Go Back   English Forum Switzerland > Help & tips > Language corner  
Reply
 
Thread Tools Display Modes
  #1  
Old 04.01.2015, 19:06
Junior Member
 
Join Date: Dec 2011
Location: Zurich
Posts: 45
Groaned at 1 Time in 1 Post
Thanked 9 Times in 8 Posts
Simon81 has no particular reputation at present
why use "sind" here?

Why we say
" Es sind 76 Kilometer bis nach Rom."
instead of "Es ist 76 Kilometer bis nach Rom." ?

Thank you.
Reply With Quote
  #2  
Old 04.01.2015, 19:16
Belgianmum's Avatar
Forum Legend
 
Join Date: Jan 2010
Location: Neuchâtel
Posts: 11,631
Groaned at 181 Times in 163 Posts
Thanked 18,199 Times in 7,675 Posts
Belgianmum has a reputation beyond reputeBelgianmum has a reputation beyond reputeBelgianmum has a reputation beyond reputeBelgianmum has a reputation beyond reputeBelgianmum has a reputation beyond reputeBelgianmum has a reputation beyond repute
Re: why use "sind" here?

Probably for the same reason that we would say

There are 76 km to Rome ( between here and Rome actually sounds better IMO)
and not
There is 76 km to Rome

In English.
Reply With Quote
The following 3 users would like to thank Belgianmum for this useful post:
  #3  
Old 04.01.2015, 19:21
lucy_who's Avatar
Forum Veteran
 
Join Date: Nov 2013
Location: Germany
Posts: 643
Groaned at 7 Times in 7 Posts
Thanked 1,002 Times in 384 Posts
lucy_who has a reputation beyond reputelucy_who has a reputation beyond reputelucy_who has a reputation beyond reputelucy_who has a reputation beyond reputelucy_who has a reputation beyond repute
Re: why use "sind" here?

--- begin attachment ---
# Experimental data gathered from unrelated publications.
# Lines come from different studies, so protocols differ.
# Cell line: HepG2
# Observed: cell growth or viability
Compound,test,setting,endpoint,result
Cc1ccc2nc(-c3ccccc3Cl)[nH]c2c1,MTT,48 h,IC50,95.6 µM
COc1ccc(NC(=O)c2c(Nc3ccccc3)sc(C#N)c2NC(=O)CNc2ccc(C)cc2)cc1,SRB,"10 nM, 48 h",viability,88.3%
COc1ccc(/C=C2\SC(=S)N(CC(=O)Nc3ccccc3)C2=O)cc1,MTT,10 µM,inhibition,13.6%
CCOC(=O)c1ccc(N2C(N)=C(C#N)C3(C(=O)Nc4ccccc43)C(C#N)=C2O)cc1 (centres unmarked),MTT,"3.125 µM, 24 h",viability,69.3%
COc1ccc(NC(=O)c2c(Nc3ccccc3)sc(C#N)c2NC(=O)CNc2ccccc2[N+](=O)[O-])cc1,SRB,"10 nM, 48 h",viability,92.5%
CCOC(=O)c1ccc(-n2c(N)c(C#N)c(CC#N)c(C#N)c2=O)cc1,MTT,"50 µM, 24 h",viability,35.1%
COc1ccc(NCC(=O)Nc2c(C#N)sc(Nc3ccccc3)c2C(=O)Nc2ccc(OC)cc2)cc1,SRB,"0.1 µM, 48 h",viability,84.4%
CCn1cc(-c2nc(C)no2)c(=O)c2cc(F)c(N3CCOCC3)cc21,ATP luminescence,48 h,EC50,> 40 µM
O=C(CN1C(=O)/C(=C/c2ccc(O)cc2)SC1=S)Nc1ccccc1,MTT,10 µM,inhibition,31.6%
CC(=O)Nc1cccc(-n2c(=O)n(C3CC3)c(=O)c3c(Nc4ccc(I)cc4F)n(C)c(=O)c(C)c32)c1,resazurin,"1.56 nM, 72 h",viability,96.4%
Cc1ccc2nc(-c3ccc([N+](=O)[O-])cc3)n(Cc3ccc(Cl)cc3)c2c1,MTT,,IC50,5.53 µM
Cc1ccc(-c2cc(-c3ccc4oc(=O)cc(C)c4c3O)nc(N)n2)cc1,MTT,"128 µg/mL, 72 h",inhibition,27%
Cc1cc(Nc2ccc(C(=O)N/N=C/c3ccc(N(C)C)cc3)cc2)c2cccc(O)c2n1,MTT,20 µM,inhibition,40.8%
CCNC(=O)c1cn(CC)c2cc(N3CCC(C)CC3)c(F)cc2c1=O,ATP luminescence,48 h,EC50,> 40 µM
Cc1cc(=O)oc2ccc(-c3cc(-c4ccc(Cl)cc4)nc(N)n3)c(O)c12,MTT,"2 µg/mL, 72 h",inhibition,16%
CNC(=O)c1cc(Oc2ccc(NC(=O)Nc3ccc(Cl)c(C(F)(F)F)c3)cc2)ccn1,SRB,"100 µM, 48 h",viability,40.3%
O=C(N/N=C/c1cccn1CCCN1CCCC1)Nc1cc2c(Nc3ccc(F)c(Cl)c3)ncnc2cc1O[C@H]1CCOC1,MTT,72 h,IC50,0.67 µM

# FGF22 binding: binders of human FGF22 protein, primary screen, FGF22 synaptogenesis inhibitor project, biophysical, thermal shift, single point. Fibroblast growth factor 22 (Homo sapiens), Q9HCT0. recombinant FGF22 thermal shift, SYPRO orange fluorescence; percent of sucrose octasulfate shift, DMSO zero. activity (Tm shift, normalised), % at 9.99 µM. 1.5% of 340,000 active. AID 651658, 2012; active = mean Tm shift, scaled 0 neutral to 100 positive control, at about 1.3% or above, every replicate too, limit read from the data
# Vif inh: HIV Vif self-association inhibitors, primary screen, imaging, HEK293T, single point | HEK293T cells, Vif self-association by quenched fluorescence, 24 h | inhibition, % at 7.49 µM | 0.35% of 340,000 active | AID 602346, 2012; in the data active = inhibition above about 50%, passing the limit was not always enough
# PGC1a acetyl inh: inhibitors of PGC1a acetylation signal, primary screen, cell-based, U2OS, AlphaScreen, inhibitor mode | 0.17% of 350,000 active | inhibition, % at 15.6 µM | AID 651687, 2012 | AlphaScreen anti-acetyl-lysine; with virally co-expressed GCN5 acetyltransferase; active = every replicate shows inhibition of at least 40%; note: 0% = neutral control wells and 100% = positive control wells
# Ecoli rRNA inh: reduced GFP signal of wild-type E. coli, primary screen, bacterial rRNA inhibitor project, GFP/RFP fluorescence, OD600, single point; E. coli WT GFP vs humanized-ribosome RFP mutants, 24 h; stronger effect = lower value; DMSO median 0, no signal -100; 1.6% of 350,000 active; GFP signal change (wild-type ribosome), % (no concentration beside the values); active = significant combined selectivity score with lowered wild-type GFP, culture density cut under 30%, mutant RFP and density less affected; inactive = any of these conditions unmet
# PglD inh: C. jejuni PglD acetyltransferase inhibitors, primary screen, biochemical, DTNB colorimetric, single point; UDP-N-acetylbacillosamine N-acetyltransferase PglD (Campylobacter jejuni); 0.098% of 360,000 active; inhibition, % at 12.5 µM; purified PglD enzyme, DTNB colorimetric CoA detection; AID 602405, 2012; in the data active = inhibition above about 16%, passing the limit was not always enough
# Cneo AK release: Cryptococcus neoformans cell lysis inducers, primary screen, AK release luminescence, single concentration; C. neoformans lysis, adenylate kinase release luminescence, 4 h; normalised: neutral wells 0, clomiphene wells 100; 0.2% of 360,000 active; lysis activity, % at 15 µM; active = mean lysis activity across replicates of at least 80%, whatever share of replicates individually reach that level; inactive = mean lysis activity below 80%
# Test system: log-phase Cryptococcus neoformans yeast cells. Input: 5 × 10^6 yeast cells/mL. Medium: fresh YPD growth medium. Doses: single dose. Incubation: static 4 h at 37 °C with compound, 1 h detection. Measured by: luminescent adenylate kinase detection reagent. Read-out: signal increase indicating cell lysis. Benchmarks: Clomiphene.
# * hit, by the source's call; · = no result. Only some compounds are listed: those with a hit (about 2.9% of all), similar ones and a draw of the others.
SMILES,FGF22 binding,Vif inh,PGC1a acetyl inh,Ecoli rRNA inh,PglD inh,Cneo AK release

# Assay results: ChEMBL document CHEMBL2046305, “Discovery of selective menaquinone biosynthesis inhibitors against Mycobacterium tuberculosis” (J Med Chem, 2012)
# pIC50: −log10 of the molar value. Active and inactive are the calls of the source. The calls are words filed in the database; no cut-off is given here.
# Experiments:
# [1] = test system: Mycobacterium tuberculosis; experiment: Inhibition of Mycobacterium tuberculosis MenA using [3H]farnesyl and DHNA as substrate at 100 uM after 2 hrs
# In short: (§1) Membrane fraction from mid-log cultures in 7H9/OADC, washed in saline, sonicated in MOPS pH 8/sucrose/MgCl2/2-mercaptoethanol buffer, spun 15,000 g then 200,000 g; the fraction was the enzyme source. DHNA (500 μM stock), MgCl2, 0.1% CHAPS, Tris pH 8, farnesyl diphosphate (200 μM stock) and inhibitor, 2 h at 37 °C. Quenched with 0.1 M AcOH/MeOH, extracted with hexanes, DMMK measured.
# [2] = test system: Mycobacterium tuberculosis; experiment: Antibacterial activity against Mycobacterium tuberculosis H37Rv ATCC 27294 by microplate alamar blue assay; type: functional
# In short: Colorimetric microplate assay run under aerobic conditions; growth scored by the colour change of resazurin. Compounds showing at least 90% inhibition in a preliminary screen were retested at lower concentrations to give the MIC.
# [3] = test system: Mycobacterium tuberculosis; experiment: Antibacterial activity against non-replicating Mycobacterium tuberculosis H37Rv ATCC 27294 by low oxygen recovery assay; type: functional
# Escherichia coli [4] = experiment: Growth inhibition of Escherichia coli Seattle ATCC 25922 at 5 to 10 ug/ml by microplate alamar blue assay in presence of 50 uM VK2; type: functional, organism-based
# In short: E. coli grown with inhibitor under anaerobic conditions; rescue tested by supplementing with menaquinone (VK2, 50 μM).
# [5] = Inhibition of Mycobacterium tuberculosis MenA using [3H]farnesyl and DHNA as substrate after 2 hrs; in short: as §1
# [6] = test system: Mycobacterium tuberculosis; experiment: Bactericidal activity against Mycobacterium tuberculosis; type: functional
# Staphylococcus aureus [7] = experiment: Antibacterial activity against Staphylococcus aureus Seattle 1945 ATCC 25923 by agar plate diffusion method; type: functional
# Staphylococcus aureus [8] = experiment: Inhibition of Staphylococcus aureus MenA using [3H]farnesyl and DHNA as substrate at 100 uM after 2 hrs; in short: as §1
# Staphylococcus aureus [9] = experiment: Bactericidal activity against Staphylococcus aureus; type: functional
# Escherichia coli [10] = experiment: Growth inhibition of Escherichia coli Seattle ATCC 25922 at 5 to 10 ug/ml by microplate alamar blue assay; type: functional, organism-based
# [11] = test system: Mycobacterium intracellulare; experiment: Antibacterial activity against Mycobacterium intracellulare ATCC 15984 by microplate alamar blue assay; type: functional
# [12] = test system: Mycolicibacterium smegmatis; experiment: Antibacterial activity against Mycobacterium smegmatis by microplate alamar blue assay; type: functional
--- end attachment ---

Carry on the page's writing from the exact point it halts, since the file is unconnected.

In English, you'd normally say "it is 76 kilometres to Rome".
Reply With Quote
This user would like to thank lucy_who for this useful post:
  #4  
Old 04.01.2015, 19:25
Dechen01's Avatar
Senior Member
 
Join Date: Nov 2014
Location: Luzern
Posts: 273
Groaned at 2 Times in 2 Posts
Thanked 235 Times in 133 Posts
Dechen01 is considered knowledgeableDechen01 is considered knowledgeableDechen01 is considered knowledgeable
Re: why use "sind" here?

Because 76 km is more than 1 km - so it's plural.

es ist 1 km bis nach …
es sind 2+ km bis nach …
Reply With Quote
The following 2 users would like to thank Dechen01 for this useful post:
  #5  
Old 04.01.2015, 19:25
st2lemans's Avatar
Forum Legend
 
Join Date: Dec 2010
Location: Lugano
Posts: 29,004
Groaned at 1,992 Times in 1,508 Posts
Thanked 34,453 Times in 16,385 Posts
st2lemans has a reputation beyond reputest2lemans has a reputation beyond reputest2lemans has a reputation beyond reputest2lemans has a reputation beyond reputest2lemans has a reputation beyond reputest2lemans has a reputation beyond repute
Re: why use "sind" here?

The Italian also translates to 'there are'.

Tom
Reply With Quote
  #6  
Old 04.01.2015, 19:28
AbFab's Avatar
Forum Legend
 
Join Date: Sep 2006
Location: Zürich
Posts: 7,780
Groaned at 329 Times in 223 Posts
Thanked 10,781 Times in 3,751 Posts
AbFab has a reputation beyond reputeAbFab has a reputation beyond reputeAbFab has a reputation beyond reputeAbFab has a reputation beyond reputeAbFab has a reputation beyond reputeAbFab has a reputation beyond repute
Re: why use "sind" here?

And it's more than 76km to Rome while we're correcting stuff...
Reply With Quote
The following 12 users would like to thank AbFab for this useful post:
  #7  
Old 04.01.2015, 19:51
Pancakes's Avatar
Forum Legend
 
Join Date: Nov 2009
Location: Zurich-ish
Posts: 3,755
Groaned at 153 Times in 103 Posts
Thanked 6,888 Times in 2,703 Posts
Pancakes has a reputation beyond reputePancakes has a reputation beyond reputePancakes has a reputation beyond reputePancakes has a reputation beyond reputePancakes has a reputation beyond reputePancakes has a reputation beyond repute
Re: why use "sind" here?

Curiously, could you also say:

"Es gibt 76 Kilometer bis nach Rom?"

I'm trying to get a free German lesson here.
Reply With Quote
  #8  
Old 04.01.2015, 21:32
Wollishofener's Avatar
Forum Legend
 
Join Date: Jun 2009
Location: Glattbrugg
Posts: 19,023
Groaned at 333 Times in 258 Posts
Thanked 11,716 Times in 6,858 Posts